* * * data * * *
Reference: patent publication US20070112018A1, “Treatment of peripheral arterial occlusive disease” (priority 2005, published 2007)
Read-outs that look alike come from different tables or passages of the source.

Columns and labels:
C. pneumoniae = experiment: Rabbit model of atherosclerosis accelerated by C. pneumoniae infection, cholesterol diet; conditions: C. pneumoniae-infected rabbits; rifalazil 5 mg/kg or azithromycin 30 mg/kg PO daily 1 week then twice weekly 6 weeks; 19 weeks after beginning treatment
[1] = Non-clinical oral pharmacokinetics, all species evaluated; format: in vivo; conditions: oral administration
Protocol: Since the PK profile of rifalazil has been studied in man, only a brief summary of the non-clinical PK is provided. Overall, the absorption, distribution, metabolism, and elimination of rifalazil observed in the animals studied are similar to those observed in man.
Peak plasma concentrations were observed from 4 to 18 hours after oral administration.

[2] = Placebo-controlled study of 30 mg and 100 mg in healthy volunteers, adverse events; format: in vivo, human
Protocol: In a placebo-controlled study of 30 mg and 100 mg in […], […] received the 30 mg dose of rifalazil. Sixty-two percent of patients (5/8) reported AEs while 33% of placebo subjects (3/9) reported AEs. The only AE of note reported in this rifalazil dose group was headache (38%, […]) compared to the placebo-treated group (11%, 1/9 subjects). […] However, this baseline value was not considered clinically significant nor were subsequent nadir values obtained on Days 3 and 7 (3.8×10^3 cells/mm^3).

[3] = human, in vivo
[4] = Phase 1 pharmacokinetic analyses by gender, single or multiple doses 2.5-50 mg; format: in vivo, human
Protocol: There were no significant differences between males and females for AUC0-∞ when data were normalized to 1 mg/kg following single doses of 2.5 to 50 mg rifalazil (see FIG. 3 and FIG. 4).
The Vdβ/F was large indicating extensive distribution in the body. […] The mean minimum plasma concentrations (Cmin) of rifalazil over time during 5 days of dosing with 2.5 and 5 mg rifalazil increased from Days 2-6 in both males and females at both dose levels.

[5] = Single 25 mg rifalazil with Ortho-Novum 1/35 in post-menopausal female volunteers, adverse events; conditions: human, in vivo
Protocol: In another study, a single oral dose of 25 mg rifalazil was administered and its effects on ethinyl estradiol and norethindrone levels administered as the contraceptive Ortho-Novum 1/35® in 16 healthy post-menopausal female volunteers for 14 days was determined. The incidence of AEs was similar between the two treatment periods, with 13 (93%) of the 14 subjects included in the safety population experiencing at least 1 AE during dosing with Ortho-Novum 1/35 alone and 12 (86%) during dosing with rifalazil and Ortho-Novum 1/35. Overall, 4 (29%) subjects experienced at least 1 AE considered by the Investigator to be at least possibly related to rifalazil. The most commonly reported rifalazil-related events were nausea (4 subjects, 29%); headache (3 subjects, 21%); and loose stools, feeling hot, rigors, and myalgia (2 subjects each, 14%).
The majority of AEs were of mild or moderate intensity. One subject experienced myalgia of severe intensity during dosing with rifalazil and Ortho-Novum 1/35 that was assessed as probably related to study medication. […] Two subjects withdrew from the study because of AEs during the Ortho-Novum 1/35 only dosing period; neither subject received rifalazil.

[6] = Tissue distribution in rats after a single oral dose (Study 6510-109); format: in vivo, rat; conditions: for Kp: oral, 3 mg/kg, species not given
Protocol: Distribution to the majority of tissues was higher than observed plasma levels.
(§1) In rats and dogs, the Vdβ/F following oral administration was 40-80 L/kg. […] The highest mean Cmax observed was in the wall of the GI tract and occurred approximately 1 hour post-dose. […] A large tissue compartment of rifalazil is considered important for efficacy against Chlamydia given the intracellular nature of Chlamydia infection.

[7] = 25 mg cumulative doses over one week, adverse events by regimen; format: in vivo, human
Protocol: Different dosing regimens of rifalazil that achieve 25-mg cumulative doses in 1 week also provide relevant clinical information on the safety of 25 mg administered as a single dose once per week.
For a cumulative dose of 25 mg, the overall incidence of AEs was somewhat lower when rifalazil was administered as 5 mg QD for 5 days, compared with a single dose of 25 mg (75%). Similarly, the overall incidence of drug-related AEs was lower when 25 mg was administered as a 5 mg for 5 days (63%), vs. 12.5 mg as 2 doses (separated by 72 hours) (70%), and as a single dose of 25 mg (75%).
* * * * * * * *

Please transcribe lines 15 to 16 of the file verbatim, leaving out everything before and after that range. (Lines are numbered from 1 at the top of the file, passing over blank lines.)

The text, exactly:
Protocol: In another study, a single oral dose of 25 mg rifalazil was administered and its effects on ethinyl estradiol and norethindrone levels administered as the contraceptive Ortho-Novum 1/35® in 16 healthy post-menopausal female volunteers for 14 days was determined. The incidence of AEs was similar between the two treatment periods, with 13 (93%) of the 14 subjects included in the safety population experiencing at least 1 AE during dosing with Ortho-Novum 1/35 alone and 12 (86%) during dosing with rifalazil and Ortho-Novum 1/35. Overall, 4 (29%) subjects experienced at least 1 AE considered by the Investigator to be at least possibly related to rifalazil. The most commonly reported rifalazil-related events were nausea (4 subjects, 29%); headache (3 subjects, 21%); and loose stools, feeling hot, rigors, and myalgia (2 subjects each, 14%).
The majority of AEs were of mild or moderate intensity. One subject experienced myalgia of severe intensity during dosing with rifalazil and Ortho-Novum 1/35 that was assessed as probably related to study medication. […] Two subjects withdrew from the study because of AEs during the Ortho-Novum 1/35 only dosing period; neither subject received rifalazil.